The closest I ever got to him was I spent an afternoon sitting in a one-on-one talk with Alan Ginsberg who in his writings relates how he once visited Ezra. I think Alan's visit was when Ezra was in Italy and prior to his living in a cage. Ginsberg wore a suit that day that I talked with him.

I think though that a part of the Ezra problem had a lot to do with the underlying American psychosis over art and literature in general.

If Ezra had been the inventor of the Model-T I think he would have been treated different, instead he was portrayed as a nut case and locked up in St. Elizabeth's mental hospital. I would think one would need as a defense mechanism a certain amount of arrogance to survive that.

The one time I heard a recording of Pound reading his poetry it sounded so fake to me and sing song flowery that I thought to myself what a load of bull crap... here this guy says to write like you speak and he speaks like that?

What I do find of value in Pound, let alone some quirks regarding odd theories of economics, is his views on the value of translations for the 'newness' that they can bring to a language.

He started translations I think from Anglo Saxon and Old English... I have those dictionaries around here somewhere as well as a hardbound copy of the Chinese dictionary that he used... anyways, his point was that mistranslation creates something new. [It has worked well enough for Robert Bly, one of the few poets in American to actually make a living at it.] I also have Chapman's 2 volume translation of Homer... it is on occasion a pleasant read. But to be honest though I cut my teeth on Pound I was more interested in going to find the many folks he pointed at.

Wyndham Lewis was one such... and about the time that I was grabbing up whatever books I could get the publisher of Black Sparrow that was doing then reprints of Lewis was out grabbing up as many Lewis artifacts as possible in order to push up the market value of Lewis in general. I am not sure where it has got off to but I do have an issue of Blast hiding in the house here somewhere... and this comment is the only place that I have mentioned that fact in more than 30 years... nobody else I know of would care a wit.

My collection of UFO books though is much much larger and I learned a whole lot more from William Blake and Milton.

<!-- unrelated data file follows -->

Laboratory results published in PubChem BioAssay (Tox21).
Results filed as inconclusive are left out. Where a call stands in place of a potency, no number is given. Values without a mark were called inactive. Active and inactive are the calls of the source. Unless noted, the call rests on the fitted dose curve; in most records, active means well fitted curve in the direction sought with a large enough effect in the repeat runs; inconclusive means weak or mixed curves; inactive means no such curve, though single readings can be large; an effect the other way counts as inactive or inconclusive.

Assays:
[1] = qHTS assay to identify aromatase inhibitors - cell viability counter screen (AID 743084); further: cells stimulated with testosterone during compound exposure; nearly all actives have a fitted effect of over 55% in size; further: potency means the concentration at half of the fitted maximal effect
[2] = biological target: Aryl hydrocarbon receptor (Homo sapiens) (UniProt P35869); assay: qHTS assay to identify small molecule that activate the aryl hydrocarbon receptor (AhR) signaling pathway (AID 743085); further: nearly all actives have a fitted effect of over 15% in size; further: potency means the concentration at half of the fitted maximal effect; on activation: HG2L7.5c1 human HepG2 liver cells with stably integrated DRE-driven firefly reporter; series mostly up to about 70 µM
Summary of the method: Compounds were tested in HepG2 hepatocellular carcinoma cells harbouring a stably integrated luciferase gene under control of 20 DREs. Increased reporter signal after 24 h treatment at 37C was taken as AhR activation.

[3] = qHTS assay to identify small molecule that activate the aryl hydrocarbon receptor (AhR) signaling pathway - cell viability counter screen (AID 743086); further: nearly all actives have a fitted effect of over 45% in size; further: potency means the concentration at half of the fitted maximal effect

Dave King said...

Thanks Conda, that's the kind of background info' that is always interesting to receive. I'll maybe work it in next time I write about him!

And my thanks to for your mammoth effort Gabriel. Again, a great deal that is of interest. The comparison with Ford is taken, though many would say that whereas art and literature are supposed to come from the heart, cars are not. However I do agree that the artist's motives have nothing to do with the value of the final work. I am inclined to agree that the victimization of Pound - if that is what it was - had more to do with The American Psychosis - as you put it - about art and lit, though I guess you would know more about that than I. You have it on in the matter of closeness: the closest I came was seeing him across a crowded restaurant. (sounds like a cue for a song title!)

Unknown said...

Dave: Caution if you tell the art car fanatics that a car is not from the heart. I've noticed that they also tend to bear arms.

We can talk, I presume, about all of the poets that have run off to bear arms, and died, plenty of them in the two large wars.

I am not sure if I can know more about the American psychosis toward art and literature as I am in it, a product of it, wallowed in it. I get in international trouble sometimes for saying what seem to me inane things about the availability of soap in a hotel room.

It is only from those, such as yourself that look in from the outside and will put up to be kind to me to respond to my ravings that I have any clue.

Seeing is closer than reading, even if it is across a crowded restaurant.

Dave King said...

The closeness I was alluding to was the Ginsberg connection.